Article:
THERE is no doubt every effort will be done to ensure that the Philippines hosts the Fiba-Asia World Qualifier Tournament this August with efficiency and tons of heartwarming Filipino hospitality.
It’s been 40 years since we hosted this tournament that was then known as the Asian Basketball Confederation championship. It’s a homecoming for these games that began here in 1960.
The real test is if we can make it to the podium at tournament’s end and qualify for the World Championship. It won’t be easy with China, South Korea, Japan, Lebanon and Iran around.
Coach Chot Reyes and the Samahang Basketball ng Pilipinas enter this tournament with eyes wide open and know that the task for the Gilas-Pilipinas team is Herculean with the added pressure of playing at home. Sure, we have homecourt advantage but that cuts both ways.
Let’s look at the bright side.
We can fill the competition venues with as many people as the tickets will allow. In 1973, the historic but diminutive Rizal Coliseum housed the ABC games and hundreds could not make it inside for the Philippines-South Korea finale. Only a few relished the Philippine victory at the venue.
But now we have access to bigger arenas that we can fill with passionate Pinoy hoop fans.
But let’s get organized. By this I mean let’s not just get some band from a school or barangay. We need organized cheering to support the team, complete with uniforms and synchronized chanting that can spread through out the venue. Think of UST’s joyful “Go Uste, Go Uste!” chant and you know that a simple cheer can be delightfully contagious.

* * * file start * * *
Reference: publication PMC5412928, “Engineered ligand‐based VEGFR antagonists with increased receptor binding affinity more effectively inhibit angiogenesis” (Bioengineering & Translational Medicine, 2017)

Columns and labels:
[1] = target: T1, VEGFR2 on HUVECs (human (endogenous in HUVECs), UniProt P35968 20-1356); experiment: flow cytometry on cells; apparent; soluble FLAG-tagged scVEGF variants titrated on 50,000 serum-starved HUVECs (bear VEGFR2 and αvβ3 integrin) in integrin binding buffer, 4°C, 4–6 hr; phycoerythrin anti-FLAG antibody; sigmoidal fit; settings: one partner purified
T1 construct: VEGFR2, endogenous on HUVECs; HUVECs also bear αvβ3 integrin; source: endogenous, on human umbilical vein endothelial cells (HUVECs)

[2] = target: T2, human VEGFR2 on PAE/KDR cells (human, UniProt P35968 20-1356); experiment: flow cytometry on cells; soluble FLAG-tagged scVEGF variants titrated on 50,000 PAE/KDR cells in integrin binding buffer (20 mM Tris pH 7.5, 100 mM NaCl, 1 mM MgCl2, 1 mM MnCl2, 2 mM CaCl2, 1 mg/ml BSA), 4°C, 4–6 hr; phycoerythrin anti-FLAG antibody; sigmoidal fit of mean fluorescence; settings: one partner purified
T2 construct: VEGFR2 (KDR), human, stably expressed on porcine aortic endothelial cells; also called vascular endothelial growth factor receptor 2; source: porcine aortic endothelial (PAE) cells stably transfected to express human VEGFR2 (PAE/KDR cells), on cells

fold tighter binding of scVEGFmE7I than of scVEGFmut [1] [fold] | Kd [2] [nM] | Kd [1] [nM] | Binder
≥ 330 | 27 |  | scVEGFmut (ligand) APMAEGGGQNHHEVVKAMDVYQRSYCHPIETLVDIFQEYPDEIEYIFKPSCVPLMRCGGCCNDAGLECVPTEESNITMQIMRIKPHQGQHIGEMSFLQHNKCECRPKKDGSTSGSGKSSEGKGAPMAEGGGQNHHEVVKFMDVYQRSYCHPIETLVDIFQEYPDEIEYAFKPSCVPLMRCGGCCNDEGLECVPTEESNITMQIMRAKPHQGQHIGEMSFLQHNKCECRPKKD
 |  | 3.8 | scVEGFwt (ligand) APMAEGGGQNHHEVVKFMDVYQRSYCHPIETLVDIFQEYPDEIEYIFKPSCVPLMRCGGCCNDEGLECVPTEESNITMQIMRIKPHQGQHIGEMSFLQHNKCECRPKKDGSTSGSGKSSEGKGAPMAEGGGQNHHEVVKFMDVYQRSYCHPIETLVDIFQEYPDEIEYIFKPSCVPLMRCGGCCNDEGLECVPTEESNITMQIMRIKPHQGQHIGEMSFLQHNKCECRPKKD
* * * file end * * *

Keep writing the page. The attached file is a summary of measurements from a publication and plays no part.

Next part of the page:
Check how other Asian and Middle Eastern countries cheer for their teams in basketball games. Football traditions have obviously spilled over.
When Chino Trinidad and I did commentary for the Gilas cadets’ stint in the Dubai tournament, we spotted a lively Lebanese cheering section yelling itself hoarse. They even had a balding middle-aged man banging a bass drum to lead the coordinated vocal support.
This organized chanting also helped South Korea go all the way to the football World Cup semifinals in 2002. The Korean “Reds,” as they had dubbed themselves, had T-shirts, face paint, noisemakers and streamers to support the home squad that eventually finished fourth.
Former Ateneo center Danny Francisco once told me that the players do hear the cheering on the floor and does boost morale. We should therefore go to the games not just to watch listlessly or hurl invectives at clueless referees who will never understand what we’re saying.
Chino casually suggested we should bring an Ati-Atihan troop to the Philippine games. That’s a great idea. The color and vibrant spirit of that famous celebration will rev up every Philippine basket and defensive stop.
Chino says “Pinoy na Pinoy ang puso ng palo (The beat is so Filipino),” referring to the danceable and buoyant rhythm of the festival.
“Hala Bira!” is the Ati-Atihan signature chant and loosely translates to “Let’s Go” or “Rev it Up.”
If repeated often and in unison, it will definitely play a role in supporting our team. I don’t think we will offend anyone or break any protocol if we organize our crowd support and use “Hala Bira!”
In fact, “Hala Bira!” should also be the battlecry of Gilas-Pilipinas to overcome the odds of the tournament and carry them all the way to the podium.